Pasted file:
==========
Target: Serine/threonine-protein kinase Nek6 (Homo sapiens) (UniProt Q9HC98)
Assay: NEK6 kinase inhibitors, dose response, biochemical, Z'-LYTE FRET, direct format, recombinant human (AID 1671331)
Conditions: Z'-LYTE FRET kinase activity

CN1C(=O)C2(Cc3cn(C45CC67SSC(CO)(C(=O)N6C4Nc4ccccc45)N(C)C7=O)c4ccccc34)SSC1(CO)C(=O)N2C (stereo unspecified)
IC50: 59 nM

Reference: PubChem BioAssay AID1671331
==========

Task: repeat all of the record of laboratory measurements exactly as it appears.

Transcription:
Target: Serine/threonine-protein kinase Nek6 (Homo sapiens) (UniProt Q9HC98)
Assay: NEK6 kinase inhibitors, dose response, biochemical, Z'-LYTE FRET, direct format, recombinant human (AID 1671331)
Conditions: Z'-LYTE FRET kinase activity

CN1C(=O)C2(Cc3cn(C45CC67SSC(CO)(C(=O)N6C4Nc4ccccc45)N(C)C7=O)c4ccccc34)SSC1(CO)C(=O)N2C (stereo unspecified)
IC50: 59 nM

Reference: PubChem BioAssay AID1671331